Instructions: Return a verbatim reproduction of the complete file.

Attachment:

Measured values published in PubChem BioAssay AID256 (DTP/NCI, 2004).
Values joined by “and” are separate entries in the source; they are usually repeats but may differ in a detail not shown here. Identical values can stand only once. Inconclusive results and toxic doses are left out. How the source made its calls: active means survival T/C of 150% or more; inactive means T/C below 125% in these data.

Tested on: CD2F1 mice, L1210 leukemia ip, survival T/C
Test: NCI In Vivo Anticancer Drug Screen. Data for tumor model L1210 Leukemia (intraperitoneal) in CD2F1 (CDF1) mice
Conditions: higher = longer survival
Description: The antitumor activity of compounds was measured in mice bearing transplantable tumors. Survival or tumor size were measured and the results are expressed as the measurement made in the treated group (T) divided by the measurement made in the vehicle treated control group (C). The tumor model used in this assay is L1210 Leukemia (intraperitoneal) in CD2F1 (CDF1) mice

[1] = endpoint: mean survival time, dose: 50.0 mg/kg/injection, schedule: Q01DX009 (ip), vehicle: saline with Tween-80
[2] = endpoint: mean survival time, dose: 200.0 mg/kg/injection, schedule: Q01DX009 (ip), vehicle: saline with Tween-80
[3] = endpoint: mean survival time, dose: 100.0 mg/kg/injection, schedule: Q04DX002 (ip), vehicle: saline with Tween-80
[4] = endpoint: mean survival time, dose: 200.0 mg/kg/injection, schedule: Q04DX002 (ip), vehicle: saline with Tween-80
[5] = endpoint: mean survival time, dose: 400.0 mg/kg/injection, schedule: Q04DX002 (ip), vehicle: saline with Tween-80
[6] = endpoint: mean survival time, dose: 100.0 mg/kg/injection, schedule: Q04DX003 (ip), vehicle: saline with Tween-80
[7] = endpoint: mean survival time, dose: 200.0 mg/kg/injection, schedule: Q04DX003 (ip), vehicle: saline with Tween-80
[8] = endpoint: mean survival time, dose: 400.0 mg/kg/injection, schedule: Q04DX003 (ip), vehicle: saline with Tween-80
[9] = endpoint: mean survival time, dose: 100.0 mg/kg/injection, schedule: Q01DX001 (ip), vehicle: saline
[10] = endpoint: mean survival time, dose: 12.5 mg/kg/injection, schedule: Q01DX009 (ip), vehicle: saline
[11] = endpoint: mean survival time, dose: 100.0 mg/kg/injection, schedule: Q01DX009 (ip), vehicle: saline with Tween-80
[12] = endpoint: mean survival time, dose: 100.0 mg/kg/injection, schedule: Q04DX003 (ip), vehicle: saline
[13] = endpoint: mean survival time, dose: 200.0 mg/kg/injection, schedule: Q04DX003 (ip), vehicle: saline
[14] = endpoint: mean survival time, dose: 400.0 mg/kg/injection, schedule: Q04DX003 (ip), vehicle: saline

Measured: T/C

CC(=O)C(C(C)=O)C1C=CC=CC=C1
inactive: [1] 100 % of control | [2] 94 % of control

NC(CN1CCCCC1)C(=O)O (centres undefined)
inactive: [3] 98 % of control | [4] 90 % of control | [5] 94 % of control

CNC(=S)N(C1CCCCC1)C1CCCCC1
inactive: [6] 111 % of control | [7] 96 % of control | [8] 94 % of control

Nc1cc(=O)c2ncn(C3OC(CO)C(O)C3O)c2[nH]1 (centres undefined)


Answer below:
Measured values published in PubChem BioAssay AID256 (DTP/NCI, 2004).
Values joined by “and” are separate entries in the source; they are usually repeats but may differ in a detail not shown here. Identical values can stand only once. Inconclusive results and toxic doses are left out. How the source made its calls: active means survival T/C of 150% or more; inactive means T/C below 125% in these data.

Tested on: CD2F1 mice, L1210 leukemia ip, survival T/C
Test: NCI In Vivo Anticancer Drug Screen. Data for tumor model L1210 Leukemia (intraperitoneal) in CD2F1 (CDF1) mice
Conditions: higher = longer survival
Description: The antitumor activity of compounds was measured in mice bearing transplantable tumors. Survival or tumor size were measured and the results are expressed as the measurement made in the treated group (T) divided by the measurement made in the vehicle treated control group (C). The tumor model used in this assay is L1210 Leukemia (intraperitoneal) in CD2F1 (CDF1) mice

[1] = endpoint: mean survival time, dose: 50.0 mg/kg/injection, schedule: Q01DX009 (ip), vehicle: saline with Tween-80
[2] = endpoint: mean survival time, dose: 200.0 mg/kg/injection, schedule: Q01DX009 (ip), vehicle: saline with Tween-80
[3] = endpoint: mean survival time, dose: 100.0 mg/kg/injection, schedule: Q04DX002 (ip), vehicle: saline with Tween-80
[4] = endpoint: mean survival time, dose: 200.0 mg/kg/injection, schedule: Q04DX002 (ip), vehicle: saline with Tween-80
[5] = endpoint: mean survival time, dose: 400.0 mg/kg/injection, schedule: Q04DX002 (ip), vehicle: saline with Tween-80
[6] = endpoint: mean survival time, dose: 100.0 mg/kg/injection, schedule: Q04DX003 (ip), vehicle: saline with Tween-80
[7] = endpoint: mean survival time, dose: 200.0 mg/kg/injection, schedule: Q04DX003 (ip), vehicle: saline with Tween-80
[8] = endpoint: mean survival time, dose: 400.0 mg/kg/injection, schedule: Q04DX003 (ip), vehicle: saline with Tween-80
[9] = endpoint: mean survival time, dose: 100.0 mg/kg/injection, schedule: Q01DX001 (ip), vehicle: saline
[10] = endpoint: mean survival time, dose: 12.5 mg/kg/injection, schedule: Q01DX009 (ip), vehicle: saline
[11] = endpoint: mean survival time, dose: 100.0 mg/kg/injection, schedule: Q01DX009 (ip), vehicle: saline with Tween-80
[12] = endpoint: mean survival time, dose: 100.0 mg/kg/injection, schedule: Q04DX003 (ip), vehicle: saline
[13] = endpoint: mean survival time, dose: 200.0 mg/kg/injection, schedule: Q04DX003 (ip), vehicle: saline
[14] = endpoint: mean survival time, dose: 400.0 mg/kg/injection, schedule: Q04DX003 (ip), vehicle: saline

Measured: T/C

CC(=O)C(C(C)=O)C1C=CC=CC=C1
inactive: [1] 100 % of control | [2] 94 % of control

NC(CN1CCCCC1)C(=O)O (centres undefined)
inactive: [3] 98 % of control | [4] 90 % of control | [5] 94 % of control

CNC(=S)N(C1CCCCC1)C1CCCCC1
inactive: [6] 111 % of control | [7] 96 % of control | [8] 94 % of control

Nc1cc(=O)c2ncn(C3OC(CO)C(O)C3O)c2[nH]1 (centres undefined)